Thomas Van Renssalaer Gibbs (1855–1898) was a member of the 1885 Florida Constitutional Convention, served in the Florida House of Representatives, and was a school administrator.He was nominated to West Point by Representative Josiah Walls, who was also African American.
Florida's Constitution of 1885, its fifth, was drawn up by the Constitutional Convention of 1885. The convention was held from June 9, 1885 until August 3, 1885 in Tallahassee, Florida "for the purpose of reforming the "Carpetbag" Constitution of 1868", according to course literature from the University of Virginia. It was Florida's fifth constitutional convention and restored the election of many public officials, reduced the salaries of the governor and other state officers, made the governor ineligible for reelection, abolished the office of lieutenant governor, and provided for a legislature of fixed numbers.
The Florida House of Representatives is the lower house of the Florida Legislature, the state legislature of the U.S. state of Florida, the Florida Senate being the upper house. Article III, Section 1 of the Constitution of Florida, adopted in 1968, defines the role of the Legislature and how it is to be constituted. The House is composed of 120 members, each elected from a single-member district with a population of approximately 157,000 residents. Legislative districts are drawn on the basis of population figures, provided by the federal decennial census. Representatives' terms begin immediately, upon their election. As of 2019, Republicans hold the majority in the State House with 73 seats; Democrats are in the minority with 47 seats.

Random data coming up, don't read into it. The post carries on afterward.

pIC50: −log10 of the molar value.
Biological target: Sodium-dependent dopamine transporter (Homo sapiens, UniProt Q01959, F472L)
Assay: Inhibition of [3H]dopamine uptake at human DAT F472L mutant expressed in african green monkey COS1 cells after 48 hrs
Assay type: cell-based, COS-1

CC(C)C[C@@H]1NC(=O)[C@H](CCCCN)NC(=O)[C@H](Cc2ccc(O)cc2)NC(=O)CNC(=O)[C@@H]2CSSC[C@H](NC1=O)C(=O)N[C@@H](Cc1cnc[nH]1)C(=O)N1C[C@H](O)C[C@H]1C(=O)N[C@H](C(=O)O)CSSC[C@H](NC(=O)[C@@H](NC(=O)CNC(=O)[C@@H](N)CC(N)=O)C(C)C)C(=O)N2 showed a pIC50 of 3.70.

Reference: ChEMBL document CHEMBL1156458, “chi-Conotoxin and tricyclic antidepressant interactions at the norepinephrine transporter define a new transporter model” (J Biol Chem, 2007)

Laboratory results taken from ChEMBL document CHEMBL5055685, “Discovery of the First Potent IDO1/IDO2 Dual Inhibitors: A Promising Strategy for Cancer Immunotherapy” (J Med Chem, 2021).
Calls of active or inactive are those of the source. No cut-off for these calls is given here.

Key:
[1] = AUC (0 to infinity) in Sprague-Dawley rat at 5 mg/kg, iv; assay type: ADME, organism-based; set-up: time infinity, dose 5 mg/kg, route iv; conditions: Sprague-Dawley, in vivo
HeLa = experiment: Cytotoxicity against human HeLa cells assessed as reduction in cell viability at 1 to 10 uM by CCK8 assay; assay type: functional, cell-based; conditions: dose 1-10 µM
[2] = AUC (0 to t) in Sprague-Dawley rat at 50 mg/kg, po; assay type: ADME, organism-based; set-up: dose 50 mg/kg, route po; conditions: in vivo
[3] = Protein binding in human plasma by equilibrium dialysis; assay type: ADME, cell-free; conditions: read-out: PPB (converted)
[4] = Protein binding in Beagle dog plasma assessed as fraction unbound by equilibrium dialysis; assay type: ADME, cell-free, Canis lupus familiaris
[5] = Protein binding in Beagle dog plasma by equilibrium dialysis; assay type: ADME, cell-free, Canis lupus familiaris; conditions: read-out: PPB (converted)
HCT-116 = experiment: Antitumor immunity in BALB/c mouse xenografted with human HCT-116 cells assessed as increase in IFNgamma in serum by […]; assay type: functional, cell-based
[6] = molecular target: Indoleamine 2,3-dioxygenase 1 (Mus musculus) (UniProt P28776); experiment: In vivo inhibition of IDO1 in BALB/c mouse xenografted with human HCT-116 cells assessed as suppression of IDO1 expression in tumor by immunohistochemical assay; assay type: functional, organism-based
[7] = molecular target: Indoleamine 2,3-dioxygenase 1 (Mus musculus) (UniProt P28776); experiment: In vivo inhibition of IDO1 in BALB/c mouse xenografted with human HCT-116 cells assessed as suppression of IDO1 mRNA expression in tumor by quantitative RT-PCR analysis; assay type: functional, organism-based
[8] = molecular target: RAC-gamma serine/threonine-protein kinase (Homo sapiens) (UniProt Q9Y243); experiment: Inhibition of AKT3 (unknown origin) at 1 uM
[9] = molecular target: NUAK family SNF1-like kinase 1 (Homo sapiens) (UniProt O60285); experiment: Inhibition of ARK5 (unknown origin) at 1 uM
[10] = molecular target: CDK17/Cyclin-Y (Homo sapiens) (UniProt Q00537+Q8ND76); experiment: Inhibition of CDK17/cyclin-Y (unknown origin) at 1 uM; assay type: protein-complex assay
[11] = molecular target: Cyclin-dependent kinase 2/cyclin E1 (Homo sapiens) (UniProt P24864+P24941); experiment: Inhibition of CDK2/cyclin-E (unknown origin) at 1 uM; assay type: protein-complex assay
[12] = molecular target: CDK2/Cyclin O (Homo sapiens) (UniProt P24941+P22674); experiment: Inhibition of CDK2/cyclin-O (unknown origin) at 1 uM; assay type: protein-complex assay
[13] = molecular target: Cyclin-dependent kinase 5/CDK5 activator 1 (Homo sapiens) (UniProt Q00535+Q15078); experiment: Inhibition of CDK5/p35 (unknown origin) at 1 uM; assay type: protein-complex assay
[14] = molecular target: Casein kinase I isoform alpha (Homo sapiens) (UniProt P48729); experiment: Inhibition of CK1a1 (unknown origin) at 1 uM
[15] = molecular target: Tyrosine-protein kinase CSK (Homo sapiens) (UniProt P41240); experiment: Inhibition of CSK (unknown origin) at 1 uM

In the legislature, Gibbs and his father helped pass legislation establishing a white normal school in Gainesville, Florida and a "colored school" in Jacksonville. State Normal College for Colored Students was a predecessor of Florida A&M College and was relocated to Tallahassee where it opened in 1887 with 15 students. Gibbs served as its assistant principal and Vice President until his death in 1898.The only son of Jonathan Clarkson Gibbs, Thomas married Alice Menard, the daughter of politician John Willis Menard who in 1868 was the first African American elected to Congress.